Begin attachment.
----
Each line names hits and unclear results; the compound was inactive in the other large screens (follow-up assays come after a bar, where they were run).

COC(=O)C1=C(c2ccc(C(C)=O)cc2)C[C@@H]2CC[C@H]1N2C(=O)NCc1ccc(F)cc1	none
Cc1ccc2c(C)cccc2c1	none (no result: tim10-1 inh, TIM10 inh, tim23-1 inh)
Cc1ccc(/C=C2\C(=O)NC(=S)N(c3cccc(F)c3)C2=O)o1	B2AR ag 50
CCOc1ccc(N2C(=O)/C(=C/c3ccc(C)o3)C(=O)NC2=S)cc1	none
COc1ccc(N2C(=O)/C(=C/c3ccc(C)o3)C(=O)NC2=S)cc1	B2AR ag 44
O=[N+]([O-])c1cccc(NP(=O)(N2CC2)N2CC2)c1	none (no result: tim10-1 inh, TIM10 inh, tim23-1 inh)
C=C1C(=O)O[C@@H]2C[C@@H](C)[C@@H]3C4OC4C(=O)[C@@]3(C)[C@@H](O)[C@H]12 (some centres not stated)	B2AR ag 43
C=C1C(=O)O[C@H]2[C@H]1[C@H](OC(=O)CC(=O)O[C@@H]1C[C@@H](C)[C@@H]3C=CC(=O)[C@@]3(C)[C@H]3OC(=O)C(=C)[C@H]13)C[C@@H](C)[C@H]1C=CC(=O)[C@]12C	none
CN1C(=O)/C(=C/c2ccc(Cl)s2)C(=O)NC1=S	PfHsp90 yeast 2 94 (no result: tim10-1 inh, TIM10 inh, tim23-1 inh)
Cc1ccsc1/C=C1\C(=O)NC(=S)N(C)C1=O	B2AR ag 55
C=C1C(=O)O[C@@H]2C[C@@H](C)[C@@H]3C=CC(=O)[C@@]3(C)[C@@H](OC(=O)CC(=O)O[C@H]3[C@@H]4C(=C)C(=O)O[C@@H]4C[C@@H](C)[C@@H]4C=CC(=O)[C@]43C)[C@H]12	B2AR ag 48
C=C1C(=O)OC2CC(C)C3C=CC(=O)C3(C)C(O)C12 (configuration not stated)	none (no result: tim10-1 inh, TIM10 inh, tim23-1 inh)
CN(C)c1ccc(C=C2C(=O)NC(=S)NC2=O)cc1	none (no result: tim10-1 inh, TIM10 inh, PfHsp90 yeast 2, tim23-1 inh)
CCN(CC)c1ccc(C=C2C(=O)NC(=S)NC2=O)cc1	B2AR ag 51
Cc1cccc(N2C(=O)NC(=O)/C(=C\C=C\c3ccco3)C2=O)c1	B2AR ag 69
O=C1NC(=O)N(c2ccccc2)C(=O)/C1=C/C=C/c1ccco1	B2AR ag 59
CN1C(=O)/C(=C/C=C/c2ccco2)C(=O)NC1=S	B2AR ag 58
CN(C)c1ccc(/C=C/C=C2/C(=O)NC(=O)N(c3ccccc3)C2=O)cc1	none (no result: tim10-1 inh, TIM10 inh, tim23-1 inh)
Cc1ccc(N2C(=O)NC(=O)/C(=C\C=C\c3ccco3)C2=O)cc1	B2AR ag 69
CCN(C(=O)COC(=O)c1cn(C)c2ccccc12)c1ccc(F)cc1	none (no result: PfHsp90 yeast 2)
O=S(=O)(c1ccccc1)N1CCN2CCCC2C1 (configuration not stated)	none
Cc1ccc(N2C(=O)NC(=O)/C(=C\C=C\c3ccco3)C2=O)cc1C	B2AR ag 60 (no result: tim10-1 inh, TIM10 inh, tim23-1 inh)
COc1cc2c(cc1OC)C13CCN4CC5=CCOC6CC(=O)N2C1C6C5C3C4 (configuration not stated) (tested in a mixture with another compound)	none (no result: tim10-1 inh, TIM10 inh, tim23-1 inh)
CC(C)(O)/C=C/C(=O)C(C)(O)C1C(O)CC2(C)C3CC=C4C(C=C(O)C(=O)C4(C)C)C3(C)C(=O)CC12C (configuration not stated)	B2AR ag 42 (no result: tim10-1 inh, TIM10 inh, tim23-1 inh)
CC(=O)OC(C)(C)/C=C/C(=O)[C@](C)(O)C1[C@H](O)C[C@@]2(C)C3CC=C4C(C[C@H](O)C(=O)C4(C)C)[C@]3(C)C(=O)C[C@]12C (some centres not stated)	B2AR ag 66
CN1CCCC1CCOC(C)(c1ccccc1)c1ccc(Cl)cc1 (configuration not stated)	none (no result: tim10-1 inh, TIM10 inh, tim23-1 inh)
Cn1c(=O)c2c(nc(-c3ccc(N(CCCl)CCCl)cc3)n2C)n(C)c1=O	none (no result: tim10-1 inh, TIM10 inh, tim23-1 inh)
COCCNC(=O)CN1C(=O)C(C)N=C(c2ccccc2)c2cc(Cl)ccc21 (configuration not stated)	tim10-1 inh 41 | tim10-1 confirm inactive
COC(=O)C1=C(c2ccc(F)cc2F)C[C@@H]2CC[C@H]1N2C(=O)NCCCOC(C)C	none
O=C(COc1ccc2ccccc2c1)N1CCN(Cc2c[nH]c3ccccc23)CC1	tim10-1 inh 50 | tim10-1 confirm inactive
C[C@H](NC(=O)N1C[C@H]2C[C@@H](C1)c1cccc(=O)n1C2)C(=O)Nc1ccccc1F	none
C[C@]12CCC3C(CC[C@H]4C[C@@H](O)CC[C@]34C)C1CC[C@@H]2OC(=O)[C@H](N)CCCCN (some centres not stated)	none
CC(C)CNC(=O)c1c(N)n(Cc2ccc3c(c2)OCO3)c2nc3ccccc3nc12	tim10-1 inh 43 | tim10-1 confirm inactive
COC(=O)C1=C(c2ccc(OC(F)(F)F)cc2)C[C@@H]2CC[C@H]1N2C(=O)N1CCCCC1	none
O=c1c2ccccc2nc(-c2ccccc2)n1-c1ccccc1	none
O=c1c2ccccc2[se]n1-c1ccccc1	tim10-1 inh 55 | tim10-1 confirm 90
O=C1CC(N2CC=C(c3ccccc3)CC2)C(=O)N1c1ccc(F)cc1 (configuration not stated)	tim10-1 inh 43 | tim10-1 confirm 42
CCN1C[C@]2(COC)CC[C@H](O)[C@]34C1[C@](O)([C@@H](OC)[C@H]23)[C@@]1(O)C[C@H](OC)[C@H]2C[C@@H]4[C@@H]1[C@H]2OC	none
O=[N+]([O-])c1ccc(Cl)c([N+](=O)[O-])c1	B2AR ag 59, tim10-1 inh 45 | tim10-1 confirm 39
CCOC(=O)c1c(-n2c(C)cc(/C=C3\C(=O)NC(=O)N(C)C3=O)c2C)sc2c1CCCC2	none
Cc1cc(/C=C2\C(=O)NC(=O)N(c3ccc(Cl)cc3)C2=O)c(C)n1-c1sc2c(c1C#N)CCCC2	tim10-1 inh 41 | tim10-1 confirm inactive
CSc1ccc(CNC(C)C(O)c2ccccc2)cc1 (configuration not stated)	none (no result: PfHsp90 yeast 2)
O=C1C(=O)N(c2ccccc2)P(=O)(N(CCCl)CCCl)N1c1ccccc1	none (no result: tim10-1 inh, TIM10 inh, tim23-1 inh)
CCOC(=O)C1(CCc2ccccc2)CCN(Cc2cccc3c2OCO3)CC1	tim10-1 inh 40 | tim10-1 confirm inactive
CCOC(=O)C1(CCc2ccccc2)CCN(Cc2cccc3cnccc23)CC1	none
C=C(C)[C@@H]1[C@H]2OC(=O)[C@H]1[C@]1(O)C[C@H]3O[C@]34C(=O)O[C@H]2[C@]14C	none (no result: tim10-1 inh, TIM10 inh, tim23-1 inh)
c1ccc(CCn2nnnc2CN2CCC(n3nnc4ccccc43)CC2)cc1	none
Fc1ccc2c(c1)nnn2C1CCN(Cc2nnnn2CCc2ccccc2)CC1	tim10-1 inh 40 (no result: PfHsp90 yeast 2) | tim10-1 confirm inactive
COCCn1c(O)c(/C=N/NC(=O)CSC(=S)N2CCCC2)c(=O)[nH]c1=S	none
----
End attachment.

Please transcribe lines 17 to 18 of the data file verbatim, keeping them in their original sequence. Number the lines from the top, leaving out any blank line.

O=C1NC(=O)N(c2ccccc2)C(=O)/C1=C/C=C/c1ccco1	B2AR ag 59
CN1C(=O)/C(=C/C=C/c2ccco2)C(=O)NC1=S	B2AR ag 58